SALT LAKE CITY -- In recognition of National Prematurity Awareness Month, Helping Hands Milk Bank and its sponsor, Prolacta Bioscience, are encouraging Utah mothers to donate excess milk to help save lives of premature babies in intensive care.
Prematurity is the number one leading cause of death of newborns nationwide, and has increased 36 percent in the past 25 years, according to the March of Dimes. This month, Utah received a "C" grade from the March of Dimes for its 11.3 percent premature birth rate, only slightly lower than the national average of 12.2 percent.
"We continue to accelerate our efforts to feed more of the most at-risk infants," said Scott Elster, CEO of Prolacta Bioscience. "For mothers who want to help, we encourage them to either donate excess breast milk to the Helping Hands Milk Bank, or spread the word to others who can."
Nursing mothers may donate excess breast milk through Helping Hands for free and from the comfort of home. The milk is used by Prolacta to make potentially life-saving, human milk-based nutritional products for extremely premature infants in neonatal intensive care units (NICUs). Along with saving lives, a study in the journal Breastfeeding Medicine reports that Prolacta Human Milk Fortifier (HMF) reduces NICU healthcare costs by about $8,000 per patient among extremely premature infants.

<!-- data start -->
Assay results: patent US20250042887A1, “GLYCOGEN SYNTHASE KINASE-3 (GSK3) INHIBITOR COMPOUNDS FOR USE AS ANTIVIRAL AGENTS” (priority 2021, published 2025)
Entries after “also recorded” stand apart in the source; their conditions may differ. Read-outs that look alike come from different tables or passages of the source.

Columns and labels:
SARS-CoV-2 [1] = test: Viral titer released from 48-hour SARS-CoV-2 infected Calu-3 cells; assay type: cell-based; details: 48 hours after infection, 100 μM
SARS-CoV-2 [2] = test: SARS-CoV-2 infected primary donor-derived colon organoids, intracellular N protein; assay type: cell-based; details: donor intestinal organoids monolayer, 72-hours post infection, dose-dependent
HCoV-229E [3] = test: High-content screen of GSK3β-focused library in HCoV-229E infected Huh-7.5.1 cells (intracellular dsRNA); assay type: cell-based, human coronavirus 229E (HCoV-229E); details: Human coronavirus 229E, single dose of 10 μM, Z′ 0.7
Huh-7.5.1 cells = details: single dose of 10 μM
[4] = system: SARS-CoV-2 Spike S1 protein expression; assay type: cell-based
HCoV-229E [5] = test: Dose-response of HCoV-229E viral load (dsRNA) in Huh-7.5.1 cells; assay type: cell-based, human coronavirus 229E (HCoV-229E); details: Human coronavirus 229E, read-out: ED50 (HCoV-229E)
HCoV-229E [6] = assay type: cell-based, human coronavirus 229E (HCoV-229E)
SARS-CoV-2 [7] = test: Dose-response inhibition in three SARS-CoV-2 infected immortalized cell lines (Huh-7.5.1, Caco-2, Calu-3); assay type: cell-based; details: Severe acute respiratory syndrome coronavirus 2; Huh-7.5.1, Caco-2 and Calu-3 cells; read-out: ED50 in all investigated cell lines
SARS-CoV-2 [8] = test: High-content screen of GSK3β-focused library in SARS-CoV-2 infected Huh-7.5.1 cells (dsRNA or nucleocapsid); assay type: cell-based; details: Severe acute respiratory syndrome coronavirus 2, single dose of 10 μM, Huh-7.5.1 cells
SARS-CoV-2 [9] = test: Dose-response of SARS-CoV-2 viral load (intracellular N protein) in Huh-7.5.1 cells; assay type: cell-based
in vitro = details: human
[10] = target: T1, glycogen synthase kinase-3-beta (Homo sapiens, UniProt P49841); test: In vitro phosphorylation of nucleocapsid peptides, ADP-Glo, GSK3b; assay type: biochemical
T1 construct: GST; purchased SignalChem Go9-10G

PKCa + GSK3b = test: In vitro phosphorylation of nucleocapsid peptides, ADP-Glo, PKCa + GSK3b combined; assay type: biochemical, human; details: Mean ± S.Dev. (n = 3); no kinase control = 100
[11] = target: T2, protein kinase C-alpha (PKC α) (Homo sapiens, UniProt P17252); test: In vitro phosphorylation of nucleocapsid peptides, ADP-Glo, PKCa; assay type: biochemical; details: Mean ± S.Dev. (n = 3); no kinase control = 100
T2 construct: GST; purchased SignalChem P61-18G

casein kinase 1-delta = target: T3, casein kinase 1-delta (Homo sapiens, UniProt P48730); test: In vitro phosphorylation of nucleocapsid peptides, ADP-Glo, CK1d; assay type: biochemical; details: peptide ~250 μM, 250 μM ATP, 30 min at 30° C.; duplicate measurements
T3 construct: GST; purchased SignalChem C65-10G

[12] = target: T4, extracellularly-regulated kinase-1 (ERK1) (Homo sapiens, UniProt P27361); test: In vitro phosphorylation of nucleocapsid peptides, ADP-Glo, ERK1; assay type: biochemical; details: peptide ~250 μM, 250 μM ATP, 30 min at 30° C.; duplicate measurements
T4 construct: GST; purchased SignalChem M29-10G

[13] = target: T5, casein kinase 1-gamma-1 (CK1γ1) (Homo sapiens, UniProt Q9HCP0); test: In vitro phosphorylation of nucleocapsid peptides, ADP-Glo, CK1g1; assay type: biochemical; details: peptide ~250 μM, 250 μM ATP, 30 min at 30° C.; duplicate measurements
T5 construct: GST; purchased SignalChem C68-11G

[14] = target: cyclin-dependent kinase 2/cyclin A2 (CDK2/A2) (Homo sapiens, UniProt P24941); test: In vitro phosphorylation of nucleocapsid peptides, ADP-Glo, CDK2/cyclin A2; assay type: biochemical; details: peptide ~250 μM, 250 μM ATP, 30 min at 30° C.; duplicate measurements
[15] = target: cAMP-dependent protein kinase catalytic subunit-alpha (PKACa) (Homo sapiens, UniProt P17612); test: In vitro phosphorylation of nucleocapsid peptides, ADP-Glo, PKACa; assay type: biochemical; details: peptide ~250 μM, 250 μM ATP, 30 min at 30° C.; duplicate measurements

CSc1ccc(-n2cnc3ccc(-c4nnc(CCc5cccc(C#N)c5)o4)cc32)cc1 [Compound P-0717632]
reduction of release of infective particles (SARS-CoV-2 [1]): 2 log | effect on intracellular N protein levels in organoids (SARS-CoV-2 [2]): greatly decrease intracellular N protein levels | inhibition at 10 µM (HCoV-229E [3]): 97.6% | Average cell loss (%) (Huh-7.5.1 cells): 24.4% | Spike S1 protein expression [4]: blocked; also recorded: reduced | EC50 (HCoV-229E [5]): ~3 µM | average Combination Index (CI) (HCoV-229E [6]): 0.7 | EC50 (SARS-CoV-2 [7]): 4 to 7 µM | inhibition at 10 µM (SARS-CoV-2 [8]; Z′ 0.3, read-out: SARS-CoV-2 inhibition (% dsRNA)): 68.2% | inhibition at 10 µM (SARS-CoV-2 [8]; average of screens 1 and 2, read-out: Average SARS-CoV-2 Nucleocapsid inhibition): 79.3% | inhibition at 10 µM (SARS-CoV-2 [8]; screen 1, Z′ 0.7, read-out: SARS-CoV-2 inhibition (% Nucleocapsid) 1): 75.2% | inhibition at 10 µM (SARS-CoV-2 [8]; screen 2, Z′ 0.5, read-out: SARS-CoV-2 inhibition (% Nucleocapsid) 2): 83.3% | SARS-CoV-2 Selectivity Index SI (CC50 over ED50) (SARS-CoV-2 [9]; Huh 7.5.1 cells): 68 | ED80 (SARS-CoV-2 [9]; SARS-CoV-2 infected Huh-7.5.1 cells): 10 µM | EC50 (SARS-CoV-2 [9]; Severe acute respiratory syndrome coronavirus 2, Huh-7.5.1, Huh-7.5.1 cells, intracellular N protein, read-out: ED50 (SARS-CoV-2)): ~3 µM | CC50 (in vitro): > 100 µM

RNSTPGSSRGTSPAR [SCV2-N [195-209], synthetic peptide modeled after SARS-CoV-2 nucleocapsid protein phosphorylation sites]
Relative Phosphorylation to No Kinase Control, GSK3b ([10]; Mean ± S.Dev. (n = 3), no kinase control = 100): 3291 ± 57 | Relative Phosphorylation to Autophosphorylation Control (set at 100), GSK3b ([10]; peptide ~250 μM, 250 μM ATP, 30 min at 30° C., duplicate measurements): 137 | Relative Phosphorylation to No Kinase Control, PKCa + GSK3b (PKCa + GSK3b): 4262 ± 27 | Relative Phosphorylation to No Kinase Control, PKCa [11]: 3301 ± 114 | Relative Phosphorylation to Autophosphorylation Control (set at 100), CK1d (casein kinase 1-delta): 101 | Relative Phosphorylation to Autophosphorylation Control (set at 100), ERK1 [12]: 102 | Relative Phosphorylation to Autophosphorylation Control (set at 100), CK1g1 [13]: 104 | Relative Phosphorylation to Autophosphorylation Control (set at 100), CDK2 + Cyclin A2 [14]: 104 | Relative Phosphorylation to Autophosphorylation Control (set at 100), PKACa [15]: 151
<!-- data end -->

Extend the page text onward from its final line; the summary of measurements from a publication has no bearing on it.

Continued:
Helping Hands allows busy mothers to apply online in about 15 minutes and donate milk from the privacy and comfort of home. The virtual milk bank provides all necessary materials and covers the cost of shipping. Interested donors may learn more and apply at HelpingHandsBank.com.
Additionally, Prolacta Bioscience contributes $1 for every ounce of qualified milk collected through Helping Hands to Susan G. Komen for the Cure(R). Contributions from Prolacta to Komen for the Cure exceeded $100,000 in the past year.